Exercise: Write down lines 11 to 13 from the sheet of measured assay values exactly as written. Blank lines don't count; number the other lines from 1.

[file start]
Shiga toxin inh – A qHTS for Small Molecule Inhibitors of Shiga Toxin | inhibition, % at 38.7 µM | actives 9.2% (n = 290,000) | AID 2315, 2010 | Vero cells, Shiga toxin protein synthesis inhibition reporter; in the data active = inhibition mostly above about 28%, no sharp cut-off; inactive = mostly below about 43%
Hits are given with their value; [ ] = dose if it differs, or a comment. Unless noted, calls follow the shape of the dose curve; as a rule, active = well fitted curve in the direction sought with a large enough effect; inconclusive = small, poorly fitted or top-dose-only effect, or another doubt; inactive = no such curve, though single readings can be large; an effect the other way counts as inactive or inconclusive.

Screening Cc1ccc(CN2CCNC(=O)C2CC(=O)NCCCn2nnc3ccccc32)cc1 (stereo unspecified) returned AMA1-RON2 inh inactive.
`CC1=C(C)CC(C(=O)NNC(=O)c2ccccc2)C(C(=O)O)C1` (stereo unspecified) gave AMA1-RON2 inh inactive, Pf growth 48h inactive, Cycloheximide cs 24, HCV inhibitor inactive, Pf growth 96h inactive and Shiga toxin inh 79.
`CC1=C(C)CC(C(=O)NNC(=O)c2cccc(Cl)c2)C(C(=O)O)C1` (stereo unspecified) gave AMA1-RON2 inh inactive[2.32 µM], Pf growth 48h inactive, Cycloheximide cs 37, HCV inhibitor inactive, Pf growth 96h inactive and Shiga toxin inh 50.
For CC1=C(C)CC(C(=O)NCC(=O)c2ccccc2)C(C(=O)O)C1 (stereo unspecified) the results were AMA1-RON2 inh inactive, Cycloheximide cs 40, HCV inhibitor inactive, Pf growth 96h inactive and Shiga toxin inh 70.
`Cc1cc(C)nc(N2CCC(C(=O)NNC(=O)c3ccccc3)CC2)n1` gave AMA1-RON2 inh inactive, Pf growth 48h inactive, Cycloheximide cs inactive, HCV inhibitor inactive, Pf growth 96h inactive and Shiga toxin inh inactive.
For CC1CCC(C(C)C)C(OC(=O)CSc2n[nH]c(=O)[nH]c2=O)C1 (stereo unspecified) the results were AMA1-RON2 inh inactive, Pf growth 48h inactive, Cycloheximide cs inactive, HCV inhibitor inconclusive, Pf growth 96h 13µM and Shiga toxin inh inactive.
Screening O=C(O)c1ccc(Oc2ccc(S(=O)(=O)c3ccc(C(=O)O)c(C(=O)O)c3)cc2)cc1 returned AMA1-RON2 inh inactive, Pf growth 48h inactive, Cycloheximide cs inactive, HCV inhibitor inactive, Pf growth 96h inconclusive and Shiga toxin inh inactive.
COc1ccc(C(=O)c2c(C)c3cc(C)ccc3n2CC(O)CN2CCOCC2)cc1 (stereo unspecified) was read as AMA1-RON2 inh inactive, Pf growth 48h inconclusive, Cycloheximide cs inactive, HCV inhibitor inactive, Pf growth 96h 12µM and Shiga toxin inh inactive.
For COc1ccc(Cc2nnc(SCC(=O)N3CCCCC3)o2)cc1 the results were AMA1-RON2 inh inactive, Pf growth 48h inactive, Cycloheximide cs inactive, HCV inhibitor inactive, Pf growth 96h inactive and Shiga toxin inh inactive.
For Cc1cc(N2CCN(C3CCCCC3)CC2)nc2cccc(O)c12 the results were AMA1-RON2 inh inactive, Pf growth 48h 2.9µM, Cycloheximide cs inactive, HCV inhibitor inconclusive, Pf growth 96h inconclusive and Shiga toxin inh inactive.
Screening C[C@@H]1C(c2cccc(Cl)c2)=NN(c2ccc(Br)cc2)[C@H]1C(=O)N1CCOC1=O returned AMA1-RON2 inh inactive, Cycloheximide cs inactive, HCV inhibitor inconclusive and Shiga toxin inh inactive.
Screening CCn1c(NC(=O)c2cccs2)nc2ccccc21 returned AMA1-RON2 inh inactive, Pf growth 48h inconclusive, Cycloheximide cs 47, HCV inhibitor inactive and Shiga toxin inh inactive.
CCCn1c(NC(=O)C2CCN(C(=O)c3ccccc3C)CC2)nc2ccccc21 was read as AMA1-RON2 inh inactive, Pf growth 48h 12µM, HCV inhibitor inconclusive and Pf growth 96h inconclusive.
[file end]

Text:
For COc1ccc(Cc2nnc(SCC(=O)N3CCCCC3)o2)cc1 the results were AMA1-RON2 inh inactive, Pf growth 48h inactive, Cycloheximide cs inactive, HCV inhibitor inactive, Pf growth 96h inactive and Shiga toxin inh inactive.
For Cc1cc(N2CCN(C3CCCCC3)CC2)nc2cccc(O)c12 the results were AMA1-RON2 inh inactive, Pf growth 48h 2.9µM, Cycloheximide cs inactive, HCV inhibitor inconclusive, Pf growth 96h inconclusive and Shiga toxin inh inactive.
Screening C[C@@H]1C(c2cccc(Cl)c2)=NN(c2ccc(Br)cc2)[C@H]1C(=O)N1CCOC1=O returned AMA1-RON2 inh inactive, Cycloheximide cs inactive, HCV inhibitor inconclusive and Shiga toxin inh inactive.